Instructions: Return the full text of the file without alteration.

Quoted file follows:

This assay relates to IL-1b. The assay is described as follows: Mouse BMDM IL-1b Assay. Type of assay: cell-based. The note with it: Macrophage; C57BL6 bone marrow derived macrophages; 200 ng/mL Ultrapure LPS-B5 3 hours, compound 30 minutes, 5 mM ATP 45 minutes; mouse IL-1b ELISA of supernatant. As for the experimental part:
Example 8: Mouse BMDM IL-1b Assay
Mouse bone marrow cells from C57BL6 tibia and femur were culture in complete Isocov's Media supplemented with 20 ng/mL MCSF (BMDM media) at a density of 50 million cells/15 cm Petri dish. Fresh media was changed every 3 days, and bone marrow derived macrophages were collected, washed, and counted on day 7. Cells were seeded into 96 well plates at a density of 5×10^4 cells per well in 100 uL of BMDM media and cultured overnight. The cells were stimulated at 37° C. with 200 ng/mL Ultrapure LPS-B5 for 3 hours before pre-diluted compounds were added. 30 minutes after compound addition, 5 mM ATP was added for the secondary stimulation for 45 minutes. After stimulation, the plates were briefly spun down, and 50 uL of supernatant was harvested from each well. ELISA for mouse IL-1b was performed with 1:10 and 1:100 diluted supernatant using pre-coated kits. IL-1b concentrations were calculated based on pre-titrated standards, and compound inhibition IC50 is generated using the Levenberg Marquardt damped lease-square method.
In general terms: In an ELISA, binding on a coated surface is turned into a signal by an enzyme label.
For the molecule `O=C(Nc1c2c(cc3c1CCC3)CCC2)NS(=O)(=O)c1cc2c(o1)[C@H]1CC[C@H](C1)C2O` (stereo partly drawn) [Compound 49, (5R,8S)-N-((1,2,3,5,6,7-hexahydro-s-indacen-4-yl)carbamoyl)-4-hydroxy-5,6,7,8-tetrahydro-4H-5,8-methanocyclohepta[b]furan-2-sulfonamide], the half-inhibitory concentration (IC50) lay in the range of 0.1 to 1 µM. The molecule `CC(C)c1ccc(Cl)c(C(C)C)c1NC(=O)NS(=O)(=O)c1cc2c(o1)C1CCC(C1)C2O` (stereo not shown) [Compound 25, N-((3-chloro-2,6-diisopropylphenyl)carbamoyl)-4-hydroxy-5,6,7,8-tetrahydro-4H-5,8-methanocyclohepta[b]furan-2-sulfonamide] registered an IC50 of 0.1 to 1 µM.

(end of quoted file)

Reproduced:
This assay relates to IL-1b. The assay is described as follows: Mouse BMDM IL-1b Assay. Type of assay: cell-based. The note with it: Macrophage; C57BL6 bone marrow derived macrophages; 200 ng/mL Ultrapure LPS-B5 3 hours, compound 30 minutes, 5 mM ATP 45 minutes; mouse IL-1b ELISA of supernatant. As for the experimental part:
Example 8: Mouse BMDM IL-1b Assay
Mouse bone marrow cells from C57BL6 tibia and femur were culture in complete Isocov's Media supplemented with 20 ng/mL MCSF (BMDM media) at a density of 50 million cells/15 cm Petri dish. Fresh media was changed every 3 days, and bone marrow derived macrophages were collected, washed, and counted on day 7. Cells were seeded into 96 well plates at a density of 5×10^4 cells per well in 100 uL of BMDM media and cultured overnight. The cells were stimulated at 37° C. with 200 ng/mL Ultrapure LPS-B5 for 3 hours before pre-diluted compounds were added. 30 minutes after compound addition, 5 mM ATP was added for the secondary stimulation for 45 minutes. After stimulation, the plates were briefly spun down, and 50 uL of supernatant was harvested from each well. ELISA for mouse IL-1b was performed with 1:10 and 1:100 diluted supernatant using pre-coated kits. IL-1b concentrations were calculated based on pre-titrated standards, and compound inhibition IC50 is generated using the Levenberg Marquardt damped lease-square method.
In general terms: In an ELISA, binding on a coated surface is turned into a signal by an enzyme label.
For the molecule `O=C(Nc1c2c(cc3c1CCC3)CCC2)NS(=O)(=O)c1cc2c(o1)[C@H]1CC[C@H](C1)C2O` (stereo partly drawn) [Compound 49, (5R,8S)-N-((1,2,3,5,6,7-hexahydro-s-indacen-4-yl)carbamoyl)-4-hydroxy-5,6,7,8-tetrahydro-4H-5,8-methanocyclohepta[b]furan-2-sulfonamide], the half-inhibitory concentration (IC50) lay in the range of 0.1 to 1 µM. The molecule `CC(C)c1ccc(Cl)c(C(C)C)c1NC(=O)NS(=O)(=O)c1cc2c(o1)C1CCC(C1)C2O` (stereo not shown) [Compound 25, N-((3-chloro-2,6-diisopropylphenyl)carbamoyl)-4-hydroxy-5,6,7,8-tetrahydro-4H-5,8-methanocyclohepta[b]furan-2-sulfonamide] registered an IC50 of 0.1 to 1 µM.